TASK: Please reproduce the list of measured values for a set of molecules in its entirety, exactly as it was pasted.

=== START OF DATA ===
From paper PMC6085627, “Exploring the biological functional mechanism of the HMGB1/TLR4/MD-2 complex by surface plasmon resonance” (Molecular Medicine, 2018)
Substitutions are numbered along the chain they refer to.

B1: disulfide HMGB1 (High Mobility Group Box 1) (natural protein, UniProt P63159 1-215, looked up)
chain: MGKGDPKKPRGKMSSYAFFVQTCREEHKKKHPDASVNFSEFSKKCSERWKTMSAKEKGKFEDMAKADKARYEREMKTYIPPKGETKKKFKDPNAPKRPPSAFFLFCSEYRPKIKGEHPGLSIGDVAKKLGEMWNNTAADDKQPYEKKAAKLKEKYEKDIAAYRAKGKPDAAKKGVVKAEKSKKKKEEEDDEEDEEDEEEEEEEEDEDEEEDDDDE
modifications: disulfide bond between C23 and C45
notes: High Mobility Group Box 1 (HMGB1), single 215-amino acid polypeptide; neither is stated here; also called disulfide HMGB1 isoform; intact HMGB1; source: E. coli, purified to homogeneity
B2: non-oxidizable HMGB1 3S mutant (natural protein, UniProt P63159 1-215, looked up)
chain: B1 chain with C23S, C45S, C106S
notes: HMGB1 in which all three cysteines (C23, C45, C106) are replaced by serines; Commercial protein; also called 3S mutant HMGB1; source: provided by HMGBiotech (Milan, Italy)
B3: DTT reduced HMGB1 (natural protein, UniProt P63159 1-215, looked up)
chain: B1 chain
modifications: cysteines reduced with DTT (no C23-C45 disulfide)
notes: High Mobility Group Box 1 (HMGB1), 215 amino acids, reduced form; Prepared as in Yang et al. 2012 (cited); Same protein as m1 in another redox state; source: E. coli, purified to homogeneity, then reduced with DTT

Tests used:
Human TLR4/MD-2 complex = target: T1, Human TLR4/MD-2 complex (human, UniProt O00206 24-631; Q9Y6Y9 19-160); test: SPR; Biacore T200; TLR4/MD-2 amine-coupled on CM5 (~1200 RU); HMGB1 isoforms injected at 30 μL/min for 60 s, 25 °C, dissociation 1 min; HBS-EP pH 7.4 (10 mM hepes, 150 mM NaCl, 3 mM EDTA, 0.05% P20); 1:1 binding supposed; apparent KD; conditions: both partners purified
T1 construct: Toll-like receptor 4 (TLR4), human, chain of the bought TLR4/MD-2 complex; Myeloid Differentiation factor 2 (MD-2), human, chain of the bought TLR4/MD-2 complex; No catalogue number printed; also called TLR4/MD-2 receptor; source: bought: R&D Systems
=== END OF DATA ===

From paper PMC6085627, “Exploring the biological functional mechanism of the HMGB1/TLR4/MD-2 complex by surface plasmon resonance” (Molecular Medicine, 2018)
Substitutions are numbered along the chain they refer to.

B1: disulfide HMGB1 (High Mobility Group Box 1) (natural protein, UniProt P63159 1-215, looked up)
chain: MGKGDPKKPRGKMSSYAFFVQTCREEHKKKHPDASVNFSEFSKKCSERWKTMSAKEKGKFEDMAKADKARYEREMKTYIPPKGETKKKFKDPNAPKRPPSAFFLFCSEYRPKIKGEHPGLSIGDVAKKLGEMWNNTAADDKQPYEKKAAKLKEKYEKDIAAYRAKGKPDAAKKGVVKAEKSKKKKEEEDDEEDEEDEEEEEEEEDEDEEEDDDDE
modifications: disulfide bond between C23 and C45
notes: High Mobility Group Box 1 (HMGB1), single 215-amino acid polypeptide; neither is stated here; also called disulfide HMGB1 isoform; intact HMGB1; source: E. coli, purified to homogeneity
B2: non-oxidizable HMGB1 3S mutant (natural protein, UniProt P63159 1-215, looked up)
chain: B1 chain with C23S, C45S, C106S
notes: HMGB1 in which all three cysteines (C23, C45, C106) are replaced by serines; Commercial protein; also called 3S mutant HMGB1; source: provided by HMGBiotech (Milan, Italy)
B3: DTT reduced HMGB1 (natural protein, UniProt P63159 1-215, looked up)
chain: B1 chain
modifications: cysteines reduced with DTT (no C23-C45 disulfide)
notes: High Mobility Group Box 1 (HMGB1), 215 amino acids, reduced form; Prepared as in Yang et al. 2012 (cited); Same protein as m1 in another redox state; source: E. coli, purified to homogeneity, then reduced with DTT

Tests used:
Human TLR4/MD-2 complex = target: T1, Human TLR4/MD-2 complex (human, UniProt O00206 24-631; Q9Y6Y9 19-160); test: SPR; Biacore T200; TLR4/MD-2 amine-coupled on CM5 (~1200 RU); HMGB1 isoforms injected at 30 μL/min for 60 s, 25 °C, dissociation 1 min; HBS-EP pH 7.4 (10 mM hepes, 150 mM NaCl, 3 mM EDTA, 0.05% P20); 1:1 binding supposed; apparent KD; conditions: both partners purified
T1 construct: Toll-like receptor 4 (TLR4), human, chain of the bought TLR4/MD-2 complex; Myeloid Differentiation factor 2 (MD-2), human, chain of the bought TLR4/MD-2 complex; No catalogue number printed; also called TLR4/MD-2 receptor; source: bought: R&D Systems